The Danish Civil Registration System as a tool in epidemiology
The methodological advances in epidemiology have facilitated the use of the Danish Civil Registration System (CRS) in ways not previously described systematically. We reviewed the CRS and its use as a research tool in epidemiology. We obtained information from the Danish Law on Civil Registration and the Central Office of Civil Registration, and used existing literature to provide illustrative examples of its use. The CRS is an administrative register established on April 2, 1968. It contains individual-level information on all persons residing in Denmark (and Greenland as of May 1, 1972). By January 2014, the CRS had cumulatively registered 9.5 million individuals and more than 400 million person-years of follow-up. A unique ten-digit Civil Personal Register number assigned to all persons in the CRS allows for technically easy, cost-effective, and unambiguous individual-level record linkage of Danish registers. Daily updated information on migration and vital status allows for nationwide cohort studies with virtually complete long-term follow-up on emigration and death. The CRS facilitates sampling of general population comparison cohorts, controls in case–control studies, family cohorts, and target groups in population surveys. The data in the CRS are virtually complete, have high accuracy, and can be retrieved for research purposes while protecting the anonymity of Danish residents. In conclusion, the CRS is a key tool for epidemiological research in Denmark.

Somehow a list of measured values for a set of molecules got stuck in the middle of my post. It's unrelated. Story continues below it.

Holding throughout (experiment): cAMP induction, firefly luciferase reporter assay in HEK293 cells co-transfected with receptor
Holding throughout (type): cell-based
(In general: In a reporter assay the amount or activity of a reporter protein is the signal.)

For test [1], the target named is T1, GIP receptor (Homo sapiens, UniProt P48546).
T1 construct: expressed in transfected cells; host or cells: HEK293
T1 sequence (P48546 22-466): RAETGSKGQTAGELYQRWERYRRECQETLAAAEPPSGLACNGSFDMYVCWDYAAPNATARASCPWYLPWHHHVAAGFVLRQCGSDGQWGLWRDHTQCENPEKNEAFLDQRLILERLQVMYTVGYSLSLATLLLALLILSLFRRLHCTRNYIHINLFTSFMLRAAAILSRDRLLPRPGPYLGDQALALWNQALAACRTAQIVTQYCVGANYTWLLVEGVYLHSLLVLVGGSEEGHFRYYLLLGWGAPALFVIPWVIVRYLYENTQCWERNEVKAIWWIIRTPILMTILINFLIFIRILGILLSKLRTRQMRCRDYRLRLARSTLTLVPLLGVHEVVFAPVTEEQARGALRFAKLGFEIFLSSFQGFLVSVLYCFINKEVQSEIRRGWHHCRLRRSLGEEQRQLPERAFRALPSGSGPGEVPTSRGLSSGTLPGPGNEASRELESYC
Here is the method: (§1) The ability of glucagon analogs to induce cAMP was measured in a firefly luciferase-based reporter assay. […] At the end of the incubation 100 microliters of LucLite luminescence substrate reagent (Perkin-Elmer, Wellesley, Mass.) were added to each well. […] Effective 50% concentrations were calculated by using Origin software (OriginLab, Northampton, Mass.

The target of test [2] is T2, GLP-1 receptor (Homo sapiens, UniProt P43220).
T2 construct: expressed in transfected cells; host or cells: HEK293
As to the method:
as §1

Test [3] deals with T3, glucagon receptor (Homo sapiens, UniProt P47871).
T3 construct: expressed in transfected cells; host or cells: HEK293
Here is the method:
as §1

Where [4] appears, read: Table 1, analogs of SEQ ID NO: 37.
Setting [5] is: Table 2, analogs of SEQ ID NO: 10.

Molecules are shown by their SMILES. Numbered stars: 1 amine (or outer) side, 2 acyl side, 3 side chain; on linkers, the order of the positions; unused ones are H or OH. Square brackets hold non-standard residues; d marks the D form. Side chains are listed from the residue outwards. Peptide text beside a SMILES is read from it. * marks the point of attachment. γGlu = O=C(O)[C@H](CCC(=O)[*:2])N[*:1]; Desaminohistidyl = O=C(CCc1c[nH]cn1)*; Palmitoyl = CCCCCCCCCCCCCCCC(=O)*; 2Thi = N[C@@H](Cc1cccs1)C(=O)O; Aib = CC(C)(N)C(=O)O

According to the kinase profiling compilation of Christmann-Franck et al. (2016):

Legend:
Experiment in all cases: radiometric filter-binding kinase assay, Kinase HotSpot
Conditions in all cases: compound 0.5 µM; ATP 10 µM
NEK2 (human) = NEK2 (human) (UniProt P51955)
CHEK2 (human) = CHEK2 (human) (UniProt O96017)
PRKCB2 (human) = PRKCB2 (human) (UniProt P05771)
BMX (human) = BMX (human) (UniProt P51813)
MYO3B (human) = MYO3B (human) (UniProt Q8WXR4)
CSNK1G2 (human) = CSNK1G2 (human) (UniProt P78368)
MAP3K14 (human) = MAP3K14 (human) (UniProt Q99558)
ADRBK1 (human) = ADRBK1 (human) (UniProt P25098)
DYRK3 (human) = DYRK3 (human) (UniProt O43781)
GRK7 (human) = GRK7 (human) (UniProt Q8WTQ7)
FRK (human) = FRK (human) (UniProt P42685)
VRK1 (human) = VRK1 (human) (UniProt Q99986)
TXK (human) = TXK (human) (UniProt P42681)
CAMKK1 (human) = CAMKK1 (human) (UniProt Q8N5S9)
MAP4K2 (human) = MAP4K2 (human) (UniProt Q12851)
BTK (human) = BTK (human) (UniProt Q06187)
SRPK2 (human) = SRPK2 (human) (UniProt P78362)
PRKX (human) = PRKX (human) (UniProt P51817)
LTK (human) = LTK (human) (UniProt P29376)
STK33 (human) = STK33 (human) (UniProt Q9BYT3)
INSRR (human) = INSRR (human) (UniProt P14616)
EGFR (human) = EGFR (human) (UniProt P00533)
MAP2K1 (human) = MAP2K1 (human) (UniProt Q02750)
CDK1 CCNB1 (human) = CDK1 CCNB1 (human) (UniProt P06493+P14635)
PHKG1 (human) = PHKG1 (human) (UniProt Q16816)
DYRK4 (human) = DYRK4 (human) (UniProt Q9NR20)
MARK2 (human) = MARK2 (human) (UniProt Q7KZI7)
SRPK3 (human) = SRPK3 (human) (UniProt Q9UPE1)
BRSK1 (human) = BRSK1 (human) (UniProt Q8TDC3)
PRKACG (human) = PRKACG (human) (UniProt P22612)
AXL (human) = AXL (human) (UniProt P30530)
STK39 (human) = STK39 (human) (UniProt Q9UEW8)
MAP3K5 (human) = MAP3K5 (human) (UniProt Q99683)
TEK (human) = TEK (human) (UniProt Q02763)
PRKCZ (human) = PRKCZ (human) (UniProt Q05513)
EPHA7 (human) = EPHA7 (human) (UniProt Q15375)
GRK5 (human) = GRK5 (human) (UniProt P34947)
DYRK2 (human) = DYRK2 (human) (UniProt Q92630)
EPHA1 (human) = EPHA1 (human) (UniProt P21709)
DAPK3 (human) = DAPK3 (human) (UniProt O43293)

KeywordsDatabase Registers Epidemiology Epidemiological methods Data linkage Follow-up
The Department of Clinical Epidemiology, Aarhus University Hospital, receives funding for other studies from companies in the form of research grants to (and administered by) Aarhus University. None of the company-funded studies have any relation to the present study. The study was supported by Aarhus University Research Foundation.
As the research reported in this paper did not involve any contact with patients or any intervention, it was not necessary to obtain permission from the Danish Scientific Ethics Committee.
Conflicts of interest
The authors declare that they have no conflicts of interest.
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